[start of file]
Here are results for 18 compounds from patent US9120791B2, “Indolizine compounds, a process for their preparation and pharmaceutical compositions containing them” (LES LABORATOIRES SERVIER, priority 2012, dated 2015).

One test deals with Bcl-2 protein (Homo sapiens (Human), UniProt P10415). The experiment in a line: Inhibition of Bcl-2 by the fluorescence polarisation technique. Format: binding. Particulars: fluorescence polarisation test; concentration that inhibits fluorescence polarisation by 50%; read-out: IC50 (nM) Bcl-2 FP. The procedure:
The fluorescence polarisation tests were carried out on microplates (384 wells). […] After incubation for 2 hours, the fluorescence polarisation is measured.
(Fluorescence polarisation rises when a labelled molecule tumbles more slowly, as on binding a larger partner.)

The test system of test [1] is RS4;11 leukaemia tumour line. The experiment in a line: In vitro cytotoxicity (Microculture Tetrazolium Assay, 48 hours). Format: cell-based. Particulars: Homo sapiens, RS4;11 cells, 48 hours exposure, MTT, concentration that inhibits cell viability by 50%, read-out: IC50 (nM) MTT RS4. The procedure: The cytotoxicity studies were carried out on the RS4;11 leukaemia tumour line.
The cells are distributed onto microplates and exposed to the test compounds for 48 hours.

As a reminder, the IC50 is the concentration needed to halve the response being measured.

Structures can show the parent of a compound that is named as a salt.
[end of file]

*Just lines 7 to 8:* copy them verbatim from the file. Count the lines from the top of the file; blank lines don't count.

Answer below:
As a reminder, the IC50 is the concentration needed to halve the response being measured.

Structures can show the parent of a compound that is named as a salt.